The grandiose surroundings of the 15th century Jeronimos Monastery in Portugal provided the setting as the next step of the European project was set in motion back in December 2007. But as leaders of the EU’s member states added their signatures to the new document – including Britain’s then Prime Minister Gordon Brown – there was no disguising that the background was one of failure.
The Lisbon Treaty was the European Union’s response to the rejection by French and Dutch voters of its ill-fated new Constitution.
Designed to streamline and modernise the EU, the treaty’s critics said it made the organisation more unwieldy and undemocratic.
It was almost a footnote at the time – but significantly, for the first time it also set out a procedure to be followed should a country wish to leave the union.
Article 50 of the Lisbon Treaty has not been invoked, so far. Before the referendum David Cameron had said it would be triggered immediately if Britain voted to leave.
But On Friday on the dawn of defeat, he passed the buck.
“A negotiation with the European Union will need to begin under a new prime minister and I think it’s right that this new prime minister takes the decision about when to trigger Article 50 and start the formal and legal process of leaving the EU,” the British prime minister said outside Number 10 Downing Street as he announced he was to step down.
But with the ruling Conservatives in no rush to choose a new leader, neither are leading “Leave” campaigners moving to set the ball rolling immediately towards the EU exit door.
“Vote Leave” was a campaign group, not a government-in-waiting. Even its most recognisable face is anxious not to lock Britain in to Article 50’s strict maximum two-year negotiating process – yet.
“In voting to leave the EU, it is vital to stress that there is now no need for haste,” Cameron’s Conservative rival Boris Johnson said on Friday. “And, as the prime minister has rightly said, there is no need to invoke Article 50 (of the Lisbon Treaty).”
After the bitter differences exposed during the referendum campaign, pro and anti-EU figures in London now agree on the timing – as Britain’s Chancellor of the Exchequer (finance minister) made clear on Monday.
“Only the UK can trigger Article 50. And in my judgement, we should only do that when there is a clear view about what new arrangements we are seeking with our European neighbours,” George Osborne said.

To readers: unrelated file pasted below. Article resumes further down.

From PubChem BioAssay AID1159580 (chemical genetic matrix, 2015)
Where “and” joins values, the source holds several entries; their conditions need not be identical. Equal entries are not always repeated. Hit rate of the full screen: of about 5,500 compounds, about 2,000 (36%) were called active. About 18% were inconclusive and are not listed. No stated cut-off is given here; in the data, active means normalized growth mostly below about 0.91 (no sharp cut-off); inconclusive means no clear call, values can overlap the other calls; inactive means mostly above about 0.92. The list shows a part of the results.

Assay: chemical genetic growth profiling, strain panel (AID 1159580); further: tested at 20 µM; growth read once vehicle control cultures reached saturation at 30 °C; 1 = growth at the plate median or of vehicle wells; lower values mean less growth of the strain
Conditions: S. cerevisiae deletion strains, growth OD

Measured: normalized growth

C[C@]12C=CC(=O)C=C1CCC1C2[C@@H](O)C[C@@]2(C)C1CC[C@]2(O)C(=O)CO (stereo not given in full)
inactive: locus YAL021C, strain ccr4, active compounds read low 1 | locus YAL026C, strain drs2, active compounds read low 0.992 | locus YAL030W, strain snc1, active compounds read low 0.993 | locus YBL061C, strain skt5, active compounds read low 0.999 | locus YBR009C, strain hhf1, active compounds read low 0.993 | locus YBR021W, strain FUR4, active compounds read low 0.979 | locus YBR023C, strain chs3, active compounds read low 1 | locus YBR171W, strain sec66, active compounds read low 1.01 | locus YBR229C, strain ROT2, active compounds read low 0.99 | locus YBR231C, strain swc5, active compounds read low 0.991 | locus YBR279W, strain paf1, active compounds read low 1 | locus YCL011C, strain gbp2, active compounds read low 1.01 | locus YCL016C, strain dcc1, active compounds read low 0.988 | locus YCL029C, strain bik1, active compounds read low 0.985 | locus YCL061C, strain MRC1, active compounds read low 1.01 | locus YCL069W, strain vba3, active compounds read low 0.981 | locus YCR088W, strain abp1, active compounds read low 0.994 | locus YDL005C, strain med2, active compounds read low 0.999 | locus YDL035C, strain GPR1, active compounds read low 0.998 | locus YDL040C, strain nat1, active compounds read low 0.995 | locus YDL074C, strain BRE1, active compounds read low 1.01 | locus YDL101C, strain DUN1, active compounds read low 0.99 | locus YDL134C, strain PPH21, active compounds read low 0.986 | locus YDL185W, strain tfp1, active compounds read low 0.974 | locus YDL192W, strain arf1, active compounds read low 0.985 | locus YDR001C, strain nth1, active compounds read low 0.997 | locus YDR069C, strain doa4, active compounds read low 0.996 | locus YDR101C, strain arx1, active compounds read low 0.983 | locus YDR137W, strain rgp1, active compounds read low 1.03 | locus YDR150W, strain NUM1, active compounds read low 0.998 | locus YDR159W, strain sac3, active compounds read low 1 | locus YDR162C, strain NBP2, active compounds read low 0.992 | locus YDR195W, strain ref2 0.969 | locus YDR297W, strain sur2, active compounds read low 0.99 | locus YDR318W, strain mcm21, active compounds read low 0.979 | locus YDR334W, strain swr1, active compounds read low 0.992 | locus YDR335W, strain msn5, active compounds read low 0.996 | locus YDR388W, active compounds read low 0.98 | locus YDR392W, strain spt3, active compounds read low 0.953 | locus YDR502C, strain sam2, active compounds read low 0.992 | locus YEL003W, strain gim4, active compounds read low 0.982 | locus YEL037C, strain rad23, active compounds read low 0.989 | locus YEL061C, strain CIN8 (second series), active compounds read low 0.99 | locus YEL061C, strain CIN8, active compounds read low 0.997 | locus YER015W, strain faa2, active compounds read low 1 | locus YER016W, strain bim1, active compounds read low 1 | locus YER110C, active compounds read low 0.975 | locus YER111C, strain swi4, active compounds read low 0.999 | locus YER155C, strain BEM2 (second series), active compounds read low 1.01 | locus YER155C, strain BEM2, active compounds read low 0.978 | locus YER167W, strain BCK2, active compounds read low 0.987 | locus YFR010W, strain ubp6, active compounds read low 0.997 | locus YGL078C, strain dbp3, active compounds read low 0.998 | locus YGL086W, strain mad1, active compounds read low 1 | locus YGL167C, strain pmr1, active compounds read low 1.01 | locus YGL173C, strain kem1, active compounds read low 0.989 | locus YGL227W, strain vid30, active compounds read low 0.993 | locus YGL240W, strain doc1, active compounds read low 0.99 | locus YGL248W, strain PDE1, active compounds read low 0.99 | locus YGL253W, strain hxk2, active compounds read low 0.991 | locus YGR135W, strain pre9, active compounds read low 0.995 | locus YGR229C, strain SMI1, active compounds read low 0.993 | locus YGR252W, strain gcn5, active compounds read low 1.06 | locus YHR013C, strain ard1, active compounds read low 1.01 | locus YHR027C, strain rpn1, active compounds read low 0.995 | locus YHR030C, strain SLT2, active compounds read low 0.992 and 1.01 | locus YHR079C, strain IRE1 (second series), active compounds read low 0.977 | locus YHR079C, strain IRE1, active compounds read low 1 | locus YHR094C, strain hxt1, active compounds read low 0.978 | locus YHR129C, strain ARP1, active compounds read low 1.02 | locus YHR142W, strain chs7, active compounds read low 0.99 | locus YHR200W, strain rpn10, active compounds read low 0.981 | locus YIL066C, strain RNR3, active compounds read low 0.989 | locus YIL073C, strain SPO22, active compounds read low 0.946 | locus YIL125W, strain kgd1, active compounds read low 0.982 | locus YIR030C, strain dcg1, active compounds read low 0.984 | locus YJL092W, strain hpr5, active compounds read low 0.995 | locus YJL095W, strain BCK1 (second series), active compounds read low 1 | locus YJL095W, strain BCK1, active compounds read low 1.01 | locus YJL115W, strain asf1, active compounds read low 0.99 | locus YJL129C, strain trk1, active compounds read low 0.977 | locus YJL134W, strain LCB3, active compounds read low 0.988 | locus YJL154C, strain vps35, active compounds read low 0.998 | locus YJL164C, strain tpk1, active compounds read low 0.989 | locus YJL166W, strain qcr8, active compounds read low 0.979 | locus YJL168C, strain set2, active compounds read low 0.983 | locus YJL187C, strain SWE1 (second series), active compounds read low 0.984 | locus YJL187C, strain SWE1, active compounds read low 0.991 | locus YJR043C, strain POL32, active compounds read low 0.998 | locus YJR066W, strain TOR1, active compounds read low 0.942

'Key decisions will have to wait', Cameron says https://t.co/CJbXFdLU2P— EUobserver (@euobs) June 27, 2016
At first Brussels didn’t share the UK’s reluctance to start the clock. Keen to avoid a prolonged period of uncertainty further damaging Europe’s economy, on Friday the European Commission president called on London to act.
“We now expect the United Kingdom government will give effect to this decision of the British people as soon as possible, however painful that process may be,” Jean-Claude Juncker told a news briefing.
The European Union’s six founding members duly met on Saturday in Berlin. But their hands are tied – only Britain can invoke Article 50, all they can do is put pressure.
“I hope we will not have a game of cat and mouse, that is not our way nor is it the British one. We need clarity, the people have spoken and we have to implement this decision,“said Luxembourg’s foreign minister,Jean Asselborn.
“People have to see the results of Europe I think that’s key, but we need to turn the page we don’t want a vacuum and it’s important now that these negotiations with the United Kingdom start in good faith but as soon as possible,” added Dutch Foreign Minister Bert Koenders.
So the ball remains in Britain’s court to decide what kind of post-EU arrangements it wants to seek.
But with other Eurosceptic leaders such as Geert Wilders and Marine Le Pen calling for referendums in their own countries, the EU’s remaining 27 member states want to prevent the populists from filling a dangerous post-Brexit vacuum.
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